Kentucky Health Insurance Continuation Program (KHICP) - provides payments for the continuation of health insurance benefits for eligible individuals who are at risk of losing their employment-related or private-pay health insurance because of HIV disease.

Kentucky Outpatient Health Care and Support Services Programs - provide assistance for eligible individuals with a wide range of community-based medical and non-medical support services, such as, but not limited to, physical and mental health care, housing, nutrition, and transportation services. From the list of eligible services, priority services are identified during each funding period, based on such factors as client and Care Coordinator input, needs assessment survey results, resource inventories, client satisfaction surveys, and funding limitations.

The overall intent of the services programs is to provide clients with a continuum of care utilizing existing community-based services to the greatest extent possible.

Kentucky's New HIV Hotline

Agency News

National Black HIV/AIDS Awareness Day

February 7, 2010 is National Black HIV/AIDS Awareness Day (NBHAAD).  This year’s Theme is: “HIV/AIDS Prevention-A Choice and a Lifestyle”.  The aim is to garner a national mobilization effort that will emphasize the state of HIV/AIDS among African Americans, encourage HIV awareness and education among Black communities, and individual counseling and testing.  

To raise awareness about the devastating HIV epidemic in the Black community, the Kentucky Department for Public Health, HIV/AIDS Branch is partnering with Kentucky State University and the NAACP chapter at Kentucky State University to present the highly acclaimed “Spoken Word” stage play titled “The Coochie Chronicles”. This powerful and engaging adaptation of the “Vagina Monologues” offers a frank, melodic exploration into the lives, sexuality, politics, stereotypes and realities of women of color. This multi-media production utilizes spoken word poetry, popular music, powerful imagery, and eye-opening statistics to chronicles the universal realities of womanhood and the unique experiences of women of color.  It uses a series of culturally competent “Telling Our Stories” approach that incorporates messages about HIV and STD prevention, sexual health awareness, domestic violence, and gender empowerment.   A component of the program  provides free rapid HIV testing and counseling.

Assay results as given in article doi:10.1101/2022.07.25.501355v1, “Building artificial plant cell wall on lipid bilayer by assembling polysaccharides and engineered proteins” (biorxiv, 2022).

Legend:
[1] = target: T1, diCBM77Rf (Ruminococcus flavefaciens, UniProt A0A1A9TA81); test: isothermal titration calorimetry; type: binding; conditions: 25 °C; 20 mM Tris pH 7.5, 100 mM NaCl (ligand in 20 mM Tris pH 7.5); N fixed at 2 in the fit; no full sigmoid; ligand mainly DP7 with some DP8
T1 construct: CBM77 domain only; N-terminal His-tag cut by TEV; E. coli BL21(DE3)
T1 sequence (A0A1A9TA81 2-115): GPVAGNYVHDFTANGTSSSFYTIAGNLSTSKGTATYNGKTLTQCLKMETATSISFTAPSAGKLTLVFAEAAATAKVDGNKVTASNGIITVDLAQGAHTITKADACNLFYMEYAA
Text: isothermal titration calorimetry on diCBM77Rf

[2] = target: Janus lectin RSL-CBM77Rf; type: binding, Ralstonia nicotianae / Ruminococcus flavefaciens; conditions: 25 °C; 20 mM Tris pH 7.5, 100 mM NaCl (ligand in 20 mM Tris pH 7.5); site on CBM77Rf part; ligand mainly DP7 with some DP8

Educational efforts to target Black communities across the nation and within the commonwealth  are important because these communities are disproportionately affected  by HIV and AIDS. 

  • While blacks make up just 12 percent of the U.S. population, they account for nearly half of new HIV infections and almost half of the more than one million Americans estimated to be living with HIV. One in 16 black men will be diagnosed with HIV at some point in their lifetime, as will 1 in 30 black women.  Black gay and bisexual men and black women are particularly hard hit by HIV. Sixty-three percent of new infections among black men occur among men who have sex with men (MSM). HIV-related deaths and HIV death rates are highest among Blacks who accounted for 57% of deaths due to HIV in 2006.  Black men had the highest HIV death rates per 100,000 in men ages 25–34 and 35–44; Black women also had the highest HIV death rates among women in the same age categories.
  • HIV/AIDS statistics in Kentucky mirror the national disparities. For example, African-Americans and Hispanics made up 7.7 percent and 2.2. percent of the state’s population respectively, yet accounted for disproportionately high numbers of new HIV diagnoses. According to 2007 data, 153 (38 percent) new cases were African-American, and 32 (8 percent) new cases were Hispanic. In fact, from 2003-2007, the AIDS diagnosis rate for African-Americans was approximately eight times higher than the rate for whites. 

The event will take place February 7, 2010, at Kentucky State University’s Bradford Hall Auditorium, in Frankfort.  Free rapid HIV testing will be available from 3:00pm-6:00pm. The play starts at 6:30pm.  While the event is free, planners are asking that an item of canned goods be brought  as a charitable donation.

For more information about National Black HIV/AIDS Awareness Day events in Kentucky and HIV/AIDS prevention and testing, contact Beverly Mitchell, Minority Initiatives Coordinator, at (502) 564-6539, extension 3558.  You can also visit the HIV/AIDS Branch’s  web site at and the NBHAAD website at